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Global Tel*Link Settles Mississippi Prison Bribery Case for $2.5 Million

by Christopher Zoukis

As previously mentioned in PLN, Global Tel*Link Corp. (GTL), the largest provider of prison and jail phone services in the United States, has settled a lawsuit that accused the company of conspiring to bribe corrections officials in Mississippi. [See: PLN, Oct. 2017, p.16; Oct. 2015, p.42].

The suit stemmed from what Mississippi Attorney General Jim Hood called “one of the largest and longest-running criminal and civil conspiracies in Mississippi government history.” Hood accused 10 individuals and 12 out-of-state corporations of using “consultants” as conduits to pay bribes and kickbacks to then-Mississippi Department of Corrections (MDOC) Commissioner Christopher B. Epps in exchange for lucrative prison contracts.

Epps, who had worked for the MDOC for 32 years – 12 of those as Commissioner – and also served as president of the American Correctional Association, pleaded guilty to federal charges related to taking nearly $1.4 million in bribes. He is currently serving almost 20 years in prison.

According to the lawsuit filed by the AG’s office, GTL paid hundreds of thousands of dollars in “consulting fees” to Sam Waggoner, who then funneled some of those fees to bribe Epps to ensure that Global Tel*Link maintained its contract with the MDOC. Waggoner pleaded guilty and was sentenced to 60 months in federal prison.

While the suit alleges that GTL was a “willful participant” in the bribery scheme, the company did not admit to any wrongdoing when it agreed to settle the case for $2.5 million.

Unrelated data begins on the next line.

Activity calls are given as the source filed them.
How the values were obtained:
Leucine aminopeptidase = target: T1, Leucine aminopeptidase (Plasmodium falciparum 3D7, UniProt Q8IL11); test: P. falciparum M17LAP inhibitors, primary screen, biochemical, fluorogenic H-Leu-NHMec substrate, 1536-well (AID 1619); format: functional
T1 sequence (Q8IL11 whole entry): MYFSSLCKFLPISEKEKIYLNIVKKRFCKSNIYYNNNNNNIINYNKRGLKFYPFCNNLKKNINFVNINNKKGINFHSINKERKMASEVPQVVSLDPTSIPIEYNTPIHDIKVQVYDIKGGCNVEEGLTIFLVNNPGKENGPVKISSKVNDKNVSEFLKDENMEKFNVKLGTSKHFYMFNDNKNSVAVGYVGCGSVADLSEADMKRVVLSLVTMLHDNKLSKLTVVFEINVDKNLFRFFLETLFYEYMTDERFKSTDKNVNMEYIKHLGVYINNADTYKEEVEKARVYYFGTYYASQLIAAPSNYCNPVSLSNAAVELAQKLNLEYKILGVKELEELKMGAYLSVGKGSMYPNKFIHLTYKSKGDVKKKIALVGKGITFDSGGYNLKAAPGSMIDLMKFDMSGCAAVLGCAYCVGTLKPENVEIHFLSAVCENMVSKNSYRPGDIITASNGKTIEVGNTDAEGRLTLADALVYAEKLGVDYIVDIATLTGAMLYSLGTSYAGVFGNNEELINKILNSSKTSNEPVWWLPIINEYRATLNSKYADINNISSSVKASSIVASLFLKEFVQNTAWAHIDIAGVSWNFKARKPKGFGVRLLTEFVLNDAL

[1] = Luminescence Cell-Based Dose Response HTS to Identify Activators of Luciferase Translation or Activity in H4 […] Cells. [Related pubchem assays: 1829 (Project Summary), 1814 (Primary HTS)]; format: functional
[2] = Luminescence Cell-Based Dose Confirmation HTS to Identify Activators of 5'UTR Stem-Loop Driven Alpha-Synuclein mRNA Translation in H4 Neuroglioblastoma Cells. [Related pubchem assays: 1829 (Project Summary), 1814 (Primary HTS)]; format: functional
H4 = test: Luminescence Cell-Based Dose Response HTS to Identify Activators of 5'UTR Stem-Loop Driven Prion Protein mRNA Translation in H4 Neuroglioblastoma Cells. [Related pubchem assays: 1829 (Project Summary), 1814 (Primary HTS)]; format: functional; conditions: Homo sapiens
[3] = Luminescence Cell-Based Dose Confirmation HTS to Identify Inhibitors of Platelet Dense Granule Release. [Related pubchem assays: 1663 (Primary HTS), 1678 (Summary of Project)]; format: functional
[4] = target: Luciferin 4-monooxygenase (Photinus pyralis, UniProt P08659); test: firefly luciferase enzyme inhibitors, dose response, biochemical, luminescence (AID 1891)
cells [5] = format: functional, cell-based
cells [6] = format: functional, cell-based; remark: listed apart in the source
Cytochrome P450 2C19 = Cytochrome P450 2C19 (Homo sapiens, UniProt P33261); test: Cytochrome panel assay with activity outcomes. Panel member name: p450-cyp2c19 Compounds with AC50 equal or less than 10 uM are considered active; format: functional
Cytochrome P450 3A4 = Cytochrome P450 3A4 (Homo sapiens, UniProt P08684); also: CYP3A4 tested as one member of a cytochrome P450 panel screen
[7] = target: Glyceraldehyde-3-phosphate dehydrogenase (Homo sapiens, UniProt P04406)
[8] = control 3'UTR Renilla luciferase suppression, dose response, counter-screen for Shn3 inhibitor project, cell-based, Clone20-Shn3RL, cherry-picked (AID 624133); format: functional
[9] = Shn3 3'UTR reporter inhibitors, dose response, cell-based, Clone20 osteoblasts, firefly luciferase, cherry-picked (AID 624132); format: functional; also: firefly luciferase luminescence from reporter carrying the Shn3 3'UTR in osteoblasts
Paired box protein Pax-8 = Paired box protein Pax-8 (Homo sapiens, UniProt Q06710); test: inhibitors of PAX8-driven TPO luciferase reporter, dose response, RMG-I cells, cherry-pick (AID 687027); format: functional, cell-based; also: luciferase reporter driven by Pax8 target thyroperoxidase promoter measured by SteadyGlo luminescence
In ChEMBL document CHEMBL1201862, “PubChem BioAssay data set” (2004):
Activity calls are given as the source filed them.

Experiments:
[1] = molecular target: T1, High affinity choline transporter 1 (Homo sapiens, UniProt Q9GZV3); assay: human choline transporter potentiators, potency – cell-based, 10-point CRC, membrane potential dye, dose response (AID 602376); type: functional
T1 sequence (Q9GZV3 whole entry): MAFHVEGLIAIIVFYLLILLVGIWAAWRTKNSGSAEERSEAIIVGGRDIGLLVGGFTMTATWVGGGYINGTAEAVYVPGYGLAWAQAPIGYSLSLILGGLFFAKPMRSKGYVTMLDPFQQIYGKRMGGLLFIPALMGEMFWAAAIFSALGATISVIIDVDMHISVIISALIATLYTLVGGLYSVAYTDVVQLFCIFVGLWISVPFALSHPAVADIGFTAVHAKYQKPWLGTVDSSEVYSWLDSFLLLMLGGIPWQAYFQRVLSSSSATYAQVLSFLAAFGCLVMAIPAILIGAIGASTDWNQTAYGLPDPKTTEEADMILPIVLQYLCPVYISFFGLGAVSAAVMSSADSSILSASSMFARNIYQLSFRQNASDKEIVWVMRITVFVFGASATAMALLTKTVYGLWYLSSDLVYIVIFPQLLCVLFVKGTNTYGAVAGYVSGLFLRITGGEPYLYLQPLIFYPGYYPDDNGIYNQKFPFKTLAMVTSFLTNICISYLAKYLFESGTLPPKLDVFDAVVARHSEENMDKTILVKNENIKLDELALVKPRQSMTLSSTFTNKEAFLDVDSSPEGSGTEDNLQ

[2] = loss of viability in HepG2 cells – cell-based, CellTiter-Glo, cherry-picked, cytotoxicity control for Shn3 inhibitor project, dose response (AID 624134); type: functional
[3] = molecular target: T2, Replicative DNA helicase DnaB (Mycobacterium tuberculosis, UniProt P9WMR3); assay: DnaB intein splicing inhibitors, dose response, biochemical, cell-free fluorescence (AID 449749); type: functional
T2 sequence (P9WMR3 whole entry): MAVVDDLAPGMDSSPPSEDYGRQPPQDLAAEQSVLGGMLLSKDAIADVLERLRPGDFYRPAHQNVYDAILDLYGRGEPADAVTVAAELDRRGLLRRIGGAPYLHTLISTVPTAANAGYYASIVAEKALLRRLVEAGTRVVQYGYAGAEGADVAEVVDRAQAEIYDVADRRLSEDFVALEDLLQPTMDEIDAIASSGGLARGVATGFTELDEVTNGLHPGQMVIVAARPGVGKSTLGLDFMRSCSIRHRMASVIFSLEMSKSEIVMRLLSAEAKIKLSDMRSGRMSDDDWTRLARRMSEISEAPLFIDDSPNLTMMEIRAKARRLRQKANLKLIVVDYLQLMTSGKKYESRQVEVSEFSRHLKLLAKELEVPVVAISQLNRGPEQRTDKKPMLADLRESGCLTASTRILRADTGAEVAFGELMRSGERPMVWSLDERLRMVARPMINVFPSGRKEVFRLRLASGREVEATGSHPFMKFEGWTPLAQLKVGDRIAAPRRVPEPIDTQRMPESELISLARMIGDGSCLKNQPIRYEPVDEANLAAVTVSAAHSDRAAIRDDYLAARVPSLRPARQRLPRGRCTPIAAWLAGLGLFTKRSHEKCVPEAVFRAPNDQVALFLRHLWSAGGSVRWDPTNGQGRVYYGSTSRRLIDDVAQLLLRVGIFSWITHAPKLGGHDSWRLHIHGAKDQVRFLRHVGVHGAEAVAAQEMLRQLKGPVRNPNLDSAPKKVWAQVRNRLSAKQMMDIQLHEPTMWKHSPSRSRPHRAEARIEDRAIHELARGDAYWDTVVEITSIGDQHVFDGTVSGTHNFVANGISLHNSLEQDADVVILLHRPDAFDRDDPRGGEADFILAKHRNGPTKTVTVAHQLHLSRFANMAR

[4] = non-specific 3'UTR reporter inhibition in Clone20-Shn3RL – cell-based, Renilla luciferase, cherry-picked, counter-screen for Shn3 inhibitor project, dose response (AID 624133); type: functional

“We have always acted with integrity,” said Brian Oliver, GTL’s Chief Executive Officer. “So why are we settling? We can spend the next three years focused on innovation or litigation. We choose innovation.”

However, with the case settled, there will be no opportunity for Mississippi taxpayers to learn whether GTL intentionally entered into a “backroom” bribery scheme, as alleged in the lawsuit. For his part, Attorney General Hood lauded GTL for the settlement, which was announced in August 2017. See: Hood v. Global Tel*Link Corp., Circuit Court of Rankin County (MS), Case No. 17-27.

“I am pleased with Global Tel*Link for cooperating and quickly resolving this matter with the state’s taxpayers,” said Hood. “As a company that continues to contract with the State, Global Tel*Link quickly approached our office seeking settlement after the Epps scandal. Due to their cooperation, we have now resolved this matter.”

That’s correct – despite the bribery scheme, lawsuit and settlement, GTL continues to provide prison phone services to the MDOC.

The suit filed by Hood names several other companies as participants in the Epps bribery scandal, including major players in the prison services industry such as Management & Training Corp., The GEO Group and Wexford Health Sources.

“We will continue to aggressively pursue these remaining cases not only to disgorge these other companies and individuals of their ill-gotten profits, but also the value of the public contracts,” Hood said in a press release. “Before this is over, companies that aren’t willing to do right by Mississippi taxpayers will wish they never heard the word ‘consultant’ or ‘bribe’ in the State of Mississippi. Corporations who play these illegal games with Mississippi taxpayers’ money should take note that the State of Mississippi will get its money back and then some.”

The lesson for the remaining corporate defendants is simple: Hurry up and pay. Perhaps then, like GTL, they can continue to do business with the state.

Two other companies sued by Hood’s office in connection with the Epps bribery scandal also have settled, including Alere, Inc. (which had purchased Branan Medical Corp.) and Sentinel Offender Services, LLC. [See: PLN, March 2018, p.35].

Most recently another company, CGL Facility Management, LLC, entered into a settlement with state officials in February 2018. CGL agreed to pay $750,000 to resolve the AG’s lawsuit; the firm provides project and facility management as well as maintenance services for correctional facilities. This brings the total amount recovered by the state in the bribery scandal to $6,550,000 thus far. 



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Related legal case

Hood v. Global Tel*Link Corp.